One of the best-known poems by Gerard Manley Hopkins -- a Victorian-era minister whose writings frequently centered on the glories he observed around him in nature -- opens with a tribute to the phenomenon of iridescence: the wings of kingfishers and dragonflies, in Hopkins' poem, but it can also be found in the wings of cicadas, and butterflies, in certain species of beetle, and in the brightly colored feathers of male peacocks. A firm believer in divine hierarchy, Hopkins found a metaphor for man's relation to God in this peculiar attribute of nature: "Each mortal thing does one thing and the same/... Crying 'What I do is me, for that I came.'"
I don't share Hopkins' religious ecstasy, but I have always appreciated his skillful use of language and meter, and his unabashed appreciation for the natural world. Nature fits form to function, and everything has its place in the delicately balanced ecosystem. You don't need to believe in God to marvel at that, or at the many examples of iridescence in the world around us. Equally marvelous is the unusual cause of those bright flashes of hue. The color we see doesn't come from actual pigment molecules, but from the precise lattice-like structure of the wings (or shells, or feathers), which forces light waves passing through to interfere with itself, so it can propagate only in certain directions and at certain frequencies. And the brilliant colors that result change depending on one's point of view. In essence, they act like naturally occurring diffraction gratings.
Physicists call these structures photonic crystals, an example of "photonic band gap materials", meaning they block out certain frequencies of light and let through others. (If you prefer an explication of the science from America's beleaguered pop princess, Jen-Luc Piquant suggests you check out Britney Spears' Guide to Semiconductor Physics. Now that Britney has lost the baby weight and the loser husband, Jen-Luc fervently hopes she will return to her cutting-edge physics research.) This makes them "tunable", particularly the manmade varieties, because of those highly ordered arrays of periodic "holes". Anything tunable is by definition controllable, and therefore useful for practical applications. Photonic crystals are used most often as waveguides for light in telecommunications/fiber optics systems, or other places where scientists want to be able to control either the frequency or the direction of light.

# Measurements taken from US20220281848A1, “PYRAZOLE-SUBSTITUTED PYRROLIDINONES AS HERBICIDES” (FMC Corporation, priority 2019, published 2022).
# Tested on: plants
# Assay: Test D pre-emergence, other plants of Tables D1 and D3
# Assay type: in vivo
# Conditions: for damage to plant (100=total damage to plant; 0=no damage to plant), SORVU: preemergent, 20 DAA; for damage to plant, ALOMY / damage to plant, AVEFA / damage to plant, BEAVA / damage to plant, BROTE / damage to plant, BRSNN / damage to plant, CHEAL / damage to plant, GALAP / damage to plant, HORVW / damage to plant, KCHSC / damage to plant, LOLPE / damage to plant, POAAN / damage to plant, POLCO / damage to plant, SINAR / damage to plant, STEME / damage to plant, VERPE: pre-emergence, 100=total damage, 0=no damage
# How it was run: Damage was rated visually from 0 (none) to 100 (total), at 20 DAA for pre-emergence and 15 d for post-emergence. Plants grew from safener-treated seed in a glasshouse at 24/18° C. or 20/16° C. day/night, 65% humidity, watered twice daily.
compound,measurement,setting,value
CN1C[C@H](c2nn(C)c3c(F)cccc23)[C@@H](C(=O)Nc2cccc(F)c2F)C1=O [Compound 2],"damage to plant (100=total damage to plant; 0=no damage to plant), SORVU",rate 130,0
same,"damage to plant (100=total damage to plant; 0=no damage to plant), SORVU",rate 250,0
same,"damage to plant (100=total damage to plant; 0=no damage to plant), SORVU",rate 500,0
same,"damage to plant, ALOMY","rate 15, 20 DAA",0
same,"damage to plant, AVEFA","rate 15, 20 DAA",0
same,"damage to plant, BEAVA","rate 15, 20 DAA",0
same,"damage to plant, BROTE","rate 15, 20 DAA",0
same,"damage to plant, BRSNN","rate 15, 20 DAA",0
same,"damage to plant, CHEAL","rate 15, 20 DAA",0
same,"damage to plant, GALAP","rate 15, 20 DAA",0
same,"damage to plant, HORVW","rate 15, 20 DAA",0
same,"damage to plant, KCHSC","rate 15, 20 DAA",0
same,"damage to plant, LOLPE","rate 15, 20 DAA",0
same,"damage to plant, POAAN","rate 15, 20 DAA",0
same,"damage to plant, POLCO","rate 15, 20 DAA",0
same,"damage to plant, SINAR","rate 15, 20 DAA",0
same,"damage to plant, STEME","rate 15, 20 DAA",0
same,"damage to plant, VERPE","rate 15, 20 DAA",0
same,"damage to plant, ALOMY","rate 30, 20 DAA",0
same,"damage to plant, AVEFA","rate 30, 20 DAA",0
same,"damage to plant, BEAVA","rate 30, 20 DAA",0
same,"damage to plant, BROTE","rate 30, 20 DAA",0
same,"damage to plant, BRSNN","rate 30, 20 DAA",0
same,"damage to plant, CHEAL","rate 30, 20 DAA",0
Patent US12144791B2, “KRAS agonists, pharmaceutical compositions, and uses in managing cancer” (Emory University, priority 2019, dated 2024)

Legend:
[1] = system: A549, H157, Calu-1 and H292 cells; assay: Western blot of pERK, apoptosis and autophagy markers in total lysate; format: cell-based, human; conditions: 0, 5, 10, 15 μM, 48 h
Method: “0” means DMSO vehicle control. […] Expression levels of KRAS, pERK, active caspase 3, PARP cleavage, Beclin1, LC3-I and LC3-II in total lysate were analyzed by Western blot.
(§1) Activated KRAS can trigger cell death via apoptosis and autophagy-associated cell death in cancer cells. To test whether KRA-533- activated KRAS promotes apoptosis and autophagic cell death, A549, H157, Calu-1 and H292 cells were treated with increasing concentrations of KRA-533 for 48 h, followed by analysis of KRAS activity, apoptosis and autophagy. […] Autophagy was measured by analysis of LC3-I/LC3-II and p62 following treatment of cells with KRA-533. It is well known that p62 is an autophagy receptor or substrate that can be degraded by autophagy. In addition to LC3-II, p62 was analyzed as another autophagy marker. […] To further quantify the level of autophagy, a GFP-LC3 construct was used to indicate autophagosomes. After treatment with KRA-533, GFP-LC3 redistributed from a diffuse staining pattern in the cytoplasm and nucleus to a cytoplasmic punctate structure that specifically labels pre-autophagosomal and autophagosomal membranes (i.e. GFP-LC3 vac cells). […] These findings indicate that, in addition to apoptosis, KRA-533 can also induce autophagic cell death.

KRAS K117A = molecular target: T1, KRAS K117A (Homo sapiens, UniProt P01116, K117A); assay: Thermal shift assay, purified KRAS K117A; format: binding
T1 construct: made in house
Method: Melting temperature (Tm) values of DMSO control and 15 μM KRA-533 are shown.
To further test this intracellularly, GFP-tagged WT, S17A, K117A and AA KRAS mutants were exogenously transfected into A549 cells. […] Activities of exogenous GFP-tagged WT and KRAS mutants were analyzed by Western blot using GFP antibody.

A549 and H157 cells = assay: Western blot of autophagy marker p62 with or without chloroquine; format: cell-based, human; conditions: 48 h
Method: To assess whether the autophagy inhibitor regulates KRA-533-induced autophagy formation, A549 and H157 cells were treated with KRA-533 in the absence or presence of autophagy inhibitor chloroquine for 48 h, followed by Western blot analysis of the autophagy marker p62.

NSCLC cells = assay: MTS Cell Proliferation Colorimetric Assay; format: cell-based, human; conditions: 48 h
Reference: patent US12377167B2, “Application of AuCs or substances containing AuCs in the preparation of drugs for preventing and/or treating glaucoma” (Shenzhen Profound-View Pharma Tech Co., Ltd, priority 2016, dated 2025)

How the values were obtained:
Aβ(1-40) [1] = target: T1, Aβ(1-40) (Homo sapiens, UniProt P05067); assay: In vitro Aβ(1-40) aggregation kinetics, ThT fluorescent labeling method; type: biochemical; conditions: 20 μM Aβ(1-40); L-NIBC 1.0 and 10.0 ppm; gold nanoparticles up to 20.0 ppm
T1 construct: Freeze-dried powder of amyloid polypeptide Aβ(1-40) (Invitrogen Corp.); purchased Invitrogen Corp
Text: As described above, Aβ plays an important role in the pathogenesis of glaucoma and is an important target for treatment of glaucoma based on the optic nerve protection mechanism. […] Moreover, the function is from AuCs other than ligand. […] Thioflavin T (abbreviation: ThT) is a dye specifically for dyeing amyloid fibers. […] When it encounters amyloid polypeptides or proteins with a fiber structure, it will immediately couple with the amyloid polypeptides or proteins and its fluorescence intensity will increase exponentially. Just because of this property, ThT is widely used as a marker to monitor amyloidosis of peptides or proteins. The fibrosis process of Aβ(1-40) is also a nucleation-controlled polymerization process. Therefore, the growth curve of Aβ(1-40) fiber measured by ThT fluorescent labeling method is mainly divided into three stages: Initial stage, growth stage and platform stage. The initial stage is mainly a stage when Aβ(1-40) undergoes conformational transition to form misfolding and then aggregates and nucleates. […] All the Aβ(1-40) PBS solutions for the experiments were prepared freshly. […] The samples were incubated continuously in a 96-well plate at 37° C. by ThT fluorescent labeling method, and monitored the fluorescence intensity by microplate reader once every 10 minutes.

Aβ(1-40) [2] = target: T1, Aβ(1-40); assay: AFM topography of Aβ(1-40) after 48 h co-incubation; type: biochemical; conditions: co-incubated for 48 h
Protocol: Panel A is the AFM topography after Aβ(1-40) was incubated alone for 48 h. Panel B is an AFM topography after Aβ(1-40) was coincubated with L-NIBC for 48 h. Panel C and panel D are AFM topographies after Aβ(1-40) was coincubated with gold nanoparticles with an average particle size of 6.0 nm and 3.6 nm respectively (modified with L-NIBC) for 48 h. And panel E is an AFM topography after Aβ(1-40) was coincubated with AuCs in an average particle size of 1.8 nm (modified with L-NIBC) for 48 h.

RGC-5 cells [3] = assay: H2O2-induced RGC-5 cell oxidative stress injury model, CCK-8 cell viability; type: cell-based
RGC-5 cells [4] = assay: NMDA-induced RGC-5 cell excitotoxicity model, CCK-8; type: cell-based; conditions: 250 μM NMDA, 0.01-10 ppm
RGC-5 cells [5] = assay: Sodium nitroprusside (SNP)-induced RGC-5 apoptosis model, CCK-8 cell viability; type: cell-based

Over the last six months, there's been several interesting new developments in the effort to exploit the features of naturally-occurring photonic crystals in innovative ways. (I've been collecting newsy items on the topic for several months now, in hopes of finally finding time to write a blog post about it. That time has come.) Most recently, in November, Chinese researchers (Jin Zhang and Zhongfan Liu) at Peking University announced that they have figured out a way to use the wings of cicadas as stamps to pattern polymer films at nanometer size scales -- a feat that is quite challenging using conventional microfabrication technology. The wings are rigid enough so that when they are pushed down onto a smooth polymer film, that film is imprinted with a negative version of the array pattern.
The wings are also chemically stable, plus they have a waxy coating which results in very low levels of surface tension. This is important, because the wings don't end up getting stuck to the polymer film after imprinting. They can be removed while leaving the stamped pattern intact. That pattern is then transferred to silicon via a more traditional etching process, thereby forming "nanowells" on a silicon chip. Such chips "show promising anti-reflective properties," according to Zhang and Liu, and could be useful for optical imaging, or in the use of Raman spectroscopy for detecting molecules. Liu phrased it best: "There is a lot that nature can teach us about nanotechnology."